How To Get Booked On TV And Not Screw It Up

I was on TV again last weekend.​

It wasn’t anything major, just a local news hit. They are always fun to do, took about three minutes out of my day. Plus, it’s another piece that will get added to my media collection to give me more credibility and validity when people hire me to speak.

Wanna know my secret way to get booked on TV?

Get booked and establish your authority on any subject.

I let TV news producers know I was in town. It’s literally that simple.

Think about it — It’s summer. Summer means people getting out of town for the weekend, making long weekends a thing until September. But breaking news doesn’t respect that, does it? Producers still have to create a news show daily, if not 24/7, and reporters still need to interview people. When most of their sources are at the beach, that makes it a little harder for them.

So make it easier for them, and for you. Drop an email to your favorite producers and reporters and let them know not only that you’re around, but that you’re ready and willing to talk about topics A, B, and C, anytime they need you.

YOU CAN GRAB MY EMAIL TEMPLATE HERE.

You know what’ll happen? They’ll call you, and you’ll get media attention. I’m proof of that.

I mean, come on… What else were you doing on Saturday at 2:30pm?

On the flip side…How about some honest talk about the time I screwed up in front of a live television audience of hundreds of thousands of people? Yeah. That was a fun day.

About eight years ago, I was invited to go on CNN and discuss some current events in the world. As always, I dropped everything and cleared my schedule to make it happen. The producer sent me three articles on the topic about which I was discussing. I’d read the news that morning, so I didn’t bother to read the articles.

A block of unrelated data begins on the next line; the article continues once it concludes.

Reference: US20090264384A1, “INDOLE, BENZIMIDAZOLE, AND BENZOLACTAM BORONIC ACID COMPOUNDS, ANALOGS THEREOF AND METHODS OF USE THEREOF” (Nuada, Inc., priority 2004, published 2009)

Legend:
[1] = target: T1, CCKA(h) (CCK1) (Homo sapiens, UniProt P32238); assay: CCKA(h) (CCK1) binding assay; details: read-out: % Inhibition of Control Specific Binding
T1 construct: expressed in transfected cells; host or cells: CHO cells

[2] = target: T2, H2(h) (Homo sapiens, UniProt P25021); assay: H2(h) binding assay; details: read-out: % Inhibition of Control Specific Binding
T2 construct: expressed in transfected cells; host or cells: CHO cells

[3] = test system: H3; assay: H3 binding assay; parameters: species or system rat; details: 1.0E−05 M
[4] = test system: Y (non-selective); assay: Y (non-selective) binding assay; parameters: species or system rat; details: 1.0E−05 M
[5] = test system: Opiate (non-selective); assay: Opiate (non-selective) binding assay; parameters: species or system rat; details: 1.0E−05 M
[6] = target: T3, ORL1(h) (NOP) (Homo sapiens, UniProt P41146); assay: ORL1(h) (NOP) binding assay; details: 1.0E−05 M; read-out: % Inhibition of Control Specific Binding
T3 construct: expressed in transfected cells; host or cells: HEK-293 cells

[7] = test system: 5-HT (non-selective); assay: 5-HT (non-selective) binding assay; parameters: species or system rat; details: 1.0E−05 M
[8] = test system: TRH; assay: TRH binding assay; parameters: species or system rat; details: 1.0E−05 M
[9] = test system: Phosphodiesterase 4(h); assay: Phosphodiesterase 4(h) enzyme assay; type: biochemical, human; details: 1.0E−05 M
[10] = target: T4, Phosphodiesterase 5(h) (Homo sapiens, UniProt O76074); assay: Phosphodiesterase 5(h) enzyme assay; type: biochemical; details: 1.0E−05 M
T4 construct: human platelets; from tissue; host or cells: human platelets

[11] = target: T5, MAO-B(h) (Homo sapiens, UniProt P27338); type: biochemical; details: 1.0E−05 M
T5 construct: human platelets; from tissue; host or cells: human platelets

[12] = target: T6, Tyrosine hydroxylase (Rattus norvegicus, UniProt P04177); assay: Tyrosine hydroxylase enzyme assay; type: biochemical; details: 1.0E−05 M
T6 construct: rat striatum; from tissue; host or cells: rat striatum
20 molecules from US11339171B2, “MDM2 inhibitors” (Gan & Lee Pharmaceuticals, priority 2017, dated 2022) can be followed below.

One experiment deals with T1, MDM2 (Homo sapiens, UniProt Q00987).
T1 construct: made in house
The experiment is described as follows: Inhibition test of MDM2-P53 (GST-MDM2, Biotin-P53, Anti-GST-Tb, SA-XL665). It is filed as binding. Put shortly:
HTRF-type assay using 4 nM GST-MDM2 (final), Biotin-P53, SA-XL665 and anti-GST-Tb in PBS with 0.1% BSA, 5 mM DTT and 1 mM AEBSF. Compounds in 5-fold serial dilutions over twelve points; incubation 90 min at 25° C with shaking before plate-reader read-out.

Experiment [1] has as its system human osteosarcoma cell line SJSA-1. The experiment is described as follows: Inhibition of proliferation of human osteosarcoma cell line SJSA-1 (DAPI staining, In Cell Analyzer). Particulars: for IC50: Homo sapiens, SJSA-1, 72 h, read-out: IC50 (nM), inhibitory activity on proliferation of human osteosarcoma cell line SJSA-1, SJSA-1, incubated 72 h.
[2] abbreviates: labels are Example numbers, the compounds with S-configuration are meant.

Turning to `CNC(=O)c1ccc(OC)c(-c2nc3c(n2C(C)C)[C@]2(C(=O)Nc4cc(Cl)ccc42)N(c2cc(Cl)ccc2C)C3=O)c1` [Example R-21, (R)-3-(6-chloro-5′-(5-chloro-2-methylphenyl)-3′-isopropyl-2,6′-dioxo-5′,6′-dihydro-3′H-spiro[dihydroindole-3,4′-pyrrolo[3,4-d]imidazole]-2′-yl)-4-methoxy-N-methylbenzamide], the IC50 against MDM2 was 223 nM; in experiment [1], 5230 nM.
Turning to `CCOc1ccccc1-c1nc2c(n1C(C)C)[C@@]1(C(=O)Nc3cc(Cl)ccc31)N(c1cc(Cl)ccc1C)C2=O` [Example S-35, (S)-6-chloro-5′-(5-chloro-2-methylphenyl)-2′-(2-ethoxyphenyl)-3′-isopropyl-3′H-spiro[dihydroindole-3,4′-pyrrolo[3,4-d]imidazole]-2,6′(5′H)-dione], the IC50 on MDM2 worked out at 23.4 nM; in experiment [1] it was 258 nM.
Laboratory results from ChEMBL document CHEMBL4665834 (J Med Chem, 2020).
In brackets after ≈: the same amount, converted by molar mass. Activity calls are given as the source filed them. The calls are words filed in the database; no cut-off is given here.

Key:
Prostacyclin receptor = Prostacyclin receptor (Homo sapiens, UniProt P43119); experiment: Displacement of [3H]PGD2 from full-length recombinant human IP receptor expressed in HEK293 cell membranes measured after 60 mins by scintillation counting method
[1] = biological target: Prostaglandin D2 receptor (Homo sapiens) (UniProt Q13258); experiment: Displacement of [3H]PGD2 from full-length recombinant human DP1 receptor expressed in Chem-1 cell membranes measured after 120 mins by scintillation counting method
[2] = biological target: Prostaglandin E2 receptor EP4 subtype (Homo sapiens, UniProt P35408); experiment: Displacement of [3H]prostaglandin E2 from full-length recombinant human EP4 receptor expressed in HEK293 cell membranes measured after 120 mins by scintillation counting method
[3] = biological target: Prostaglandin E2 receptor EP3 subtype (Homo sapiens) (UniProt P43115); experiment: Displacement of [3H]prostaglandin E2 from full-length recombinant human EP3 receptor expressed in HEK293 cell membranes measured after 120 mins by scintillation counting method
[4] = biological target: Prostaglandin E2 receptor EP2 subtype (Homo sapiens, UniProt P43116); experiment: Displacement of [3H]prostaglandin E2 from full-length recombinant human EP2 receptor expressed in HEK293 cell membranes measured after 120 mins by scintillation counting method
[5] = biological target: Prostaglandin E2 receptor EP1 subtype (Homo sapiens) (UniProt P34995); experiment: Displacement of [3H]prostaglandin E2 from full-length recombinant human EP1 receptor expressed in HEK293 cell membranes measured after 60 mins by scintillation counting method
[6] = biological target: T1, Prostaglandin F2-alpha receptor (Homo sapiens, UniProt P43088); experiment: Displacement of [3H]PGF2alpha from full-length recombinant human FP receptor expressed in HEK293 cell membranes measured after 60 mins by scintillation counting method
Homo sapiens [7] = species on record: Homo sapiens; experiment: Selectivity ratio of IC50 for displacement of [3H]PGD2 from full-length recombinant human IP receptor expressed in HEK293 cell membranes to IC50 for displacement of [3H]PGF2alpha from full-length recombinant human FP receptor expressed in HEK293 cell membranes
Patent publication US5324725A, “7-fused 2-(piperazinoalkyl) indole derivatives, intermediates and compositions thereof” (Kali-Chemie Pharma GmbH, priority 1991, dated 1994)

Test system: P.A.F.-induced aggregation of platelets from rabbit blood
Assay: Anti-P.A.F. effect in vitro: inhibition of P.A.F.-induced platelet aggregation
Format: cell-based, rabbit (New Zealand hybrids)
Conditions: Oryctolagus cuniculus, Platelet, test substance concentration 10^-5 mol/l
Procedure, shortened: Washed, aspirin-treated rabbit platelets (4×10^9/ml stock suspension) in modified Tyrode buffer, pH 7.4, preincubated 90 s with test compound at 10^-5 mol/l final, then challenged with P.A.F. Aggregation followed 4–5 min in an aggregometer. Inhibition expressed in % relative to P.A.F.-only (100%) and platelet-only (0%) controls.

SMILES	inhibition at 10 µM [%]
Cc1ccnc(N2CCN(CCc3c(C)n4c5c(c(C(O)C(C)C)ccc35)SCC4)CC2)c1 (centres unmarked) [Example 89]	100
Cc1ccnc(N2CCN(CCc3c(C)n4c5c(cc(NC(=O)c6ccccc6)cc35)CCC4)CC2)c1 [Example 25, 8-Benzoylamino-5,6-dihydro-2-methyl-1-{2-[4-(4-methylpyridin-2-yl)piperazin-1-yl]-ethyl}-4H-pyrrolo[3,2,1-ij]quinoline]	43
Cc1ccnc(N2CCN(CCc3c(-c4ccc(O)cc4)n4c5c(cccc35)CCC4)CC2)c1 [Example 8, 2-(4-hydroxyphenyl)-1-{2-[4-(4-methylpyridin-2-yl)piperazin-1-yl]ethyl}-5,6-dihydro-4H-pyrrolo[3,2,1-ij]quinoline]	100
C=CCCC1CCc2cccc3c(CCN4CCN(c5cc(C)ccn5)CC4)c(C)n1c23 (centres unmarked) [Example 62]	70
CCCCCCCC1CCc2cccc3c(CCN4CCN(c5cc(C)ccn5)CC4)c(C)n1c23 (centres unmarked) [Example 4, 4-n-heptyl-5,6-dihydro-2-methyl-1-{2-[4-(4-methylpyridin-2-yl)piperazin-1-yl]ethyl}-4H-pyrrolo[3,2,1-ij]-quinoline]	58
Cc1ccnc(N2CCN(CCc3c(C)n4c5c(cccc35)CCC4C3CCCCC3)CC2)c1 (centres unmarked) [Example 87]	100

We go live, and the very first question from the reporter is this: “So what did you think of the editorial that the Governor wrote in the Wall Street Journal this morning?”

Of course, that was one of the three articles I’d been sent, and of course, I hadn’t read it.

I stumbled through an answer, the rest of the interview was awkward to say the least, and that specific producer has never asked me to work with her again. While she’s no longer at CNN, (I don’t know where she is,) I’m grateful to her, as she taught me one of the biggest lessons I’ve ever learned, and that’s this:

If you’re the smartest person in the room, you’re in the wrong room.

Never believe that you know everything. YOU DON’T. Rather, soak up as much knowledge about everything, whenever you get the chance. ABL: Always Be Learning. You never know when you’re going to need the information. Information learned is never learned in vain. It can always benefit you.

PS: Want to get on TV even more? On in the newspaper or magazines? Or in online news sites? I created a course last year which will teach you everything you need to know about getting on TV. And get this — I’m discounting it to $99 today. Go get it!